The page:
Q When I wrote a check at Outdoor Recreation, I was asked for my Social Security number. With so much identity theft going on, I'm a little concerned and want to make sure that the confidentiality of this sort of information is maintained. What measures do you take in this regard?

A We realize that in today's culture, identity theft is a relevant concern but there is a business need to have a means to collect bad debts. Unfortunately, the only way to accommodate this collection process is with a valid Social Security number.

If you are a frequent user of a services' activity and make payments by check, our business activities are going to request your SSN one time for record purposes. Previously, anytime you wrote a check you had to enter your SSN on the face of the check, exposing your SSN to numerous individuals. The current process eliminates exposure of your SSN.

What can be done about high music volume in cars?
Q As a former security forces member and now a member of the Department of Energy I was wondering if you could post something in "The Nucleus" or elsewhere concerning the level of music in vehicles around base.

It is quite distracting to accomplish any work when the sound of bass is heard for blocks and we are inside facilities. It seems to me that certain things on this installation are not being enforced by military members.

I believe that it is easier for people to walk away or turn a blind eye as to not get involved in a confrontation. I have been very impressed with how the uniform issues are being addressed by first shirts.

There is an Army E-7 who frequents the Boys and Girls Club here on base who wears earrings when not in uniform. I believe that NO men in the military are authorized to wear earrings on any military installation. Can you clarify this also?

A Vehicle operators are responsible for keeping the volume of music coming from their vehicle to a reasonable level. Kirtland AFB Supplement 1 to AFI 31-204, states if music can be heard 50 feet or more from the vehicle; it is considered to be too loud. Everyone can take a hand in helping to educate those whose music is too loud and Security Forces can issue citations for those reported incidents. This issue is really about respect and courtesy, and in an organization of well-meaning people, we can definitely make positive change. I invite all commanders, supervisors and directors to educate their personnel on appropriate music levels in their vehicles. We very much appreciate your concern with the issue of noise pollution on the installation.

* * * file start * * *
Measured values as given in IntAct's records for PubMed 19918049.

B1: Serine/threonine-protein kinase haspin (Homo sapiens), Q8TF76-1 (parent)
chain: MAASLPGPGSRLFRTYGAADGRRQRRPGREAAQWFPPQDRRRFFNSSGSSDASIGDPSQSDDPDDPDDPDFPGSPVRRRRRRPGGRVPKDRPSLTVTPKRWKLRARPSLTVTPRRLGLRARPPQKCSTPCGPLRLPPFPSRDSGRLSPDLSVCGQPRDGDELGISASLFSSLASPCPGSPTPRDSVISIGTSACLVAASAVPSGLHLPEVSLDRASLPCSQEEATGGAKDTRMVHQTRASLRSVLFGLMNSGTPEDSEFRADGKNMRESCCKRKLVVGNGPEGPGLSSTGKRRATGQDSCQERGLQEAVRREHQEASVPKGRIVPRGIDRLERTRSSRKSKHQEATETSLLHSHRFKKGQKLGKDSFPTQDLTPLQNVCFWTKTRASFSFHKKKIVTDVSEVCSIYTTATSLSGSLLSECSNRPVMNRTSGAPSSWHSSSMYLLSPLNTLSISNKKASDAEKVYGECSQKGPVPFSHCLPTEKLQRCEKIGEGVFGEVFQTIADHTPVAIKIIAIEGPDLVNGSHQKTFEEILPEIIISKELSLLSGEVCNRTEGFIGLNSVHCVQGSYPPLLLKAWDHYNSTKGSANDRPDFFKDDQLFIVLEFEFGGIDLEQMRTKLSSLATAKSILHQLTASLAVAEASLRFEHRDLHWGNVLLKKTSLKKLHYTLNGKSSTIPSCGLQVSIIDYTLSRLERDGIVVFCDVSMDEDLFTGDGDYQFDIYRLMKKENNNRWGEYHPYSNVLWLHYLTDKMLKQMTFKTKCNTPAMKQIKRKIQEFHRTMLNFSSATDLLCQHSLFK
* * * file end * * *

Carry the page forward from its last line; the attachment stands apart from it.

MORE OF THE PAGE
With regards to the issue of male U.S. Army military personnel wearing earrings on the installation, I refer to U.S. Army Regulation 670-1 which states in reference to body piercing: When on any Army installation or other places under Army control, soldiers may not attach, affix, or display objects, articles, jewelry or ornamentation to or through the skin while they are in uniform, in civilian clothes on duty or in civilian clothes off duty -- this includes earrings for male Soldiers. The only exception is for female Soldiers, as indicated in paragraph 1-14 d. The term "skin" is not confined to external skin, but includes the tongue, lips, inside the mouth, and other surfaces of the body not readily visible.

We contacted the Army units that are assigned to Kirtland AFB and all agreed that their male personnel should follow the Army guidance and should not wear earrings on the installation since it is prohibited by both Air Force and Army policy. All Army units contacted stated they would make sure their personnel are made aware of the policy.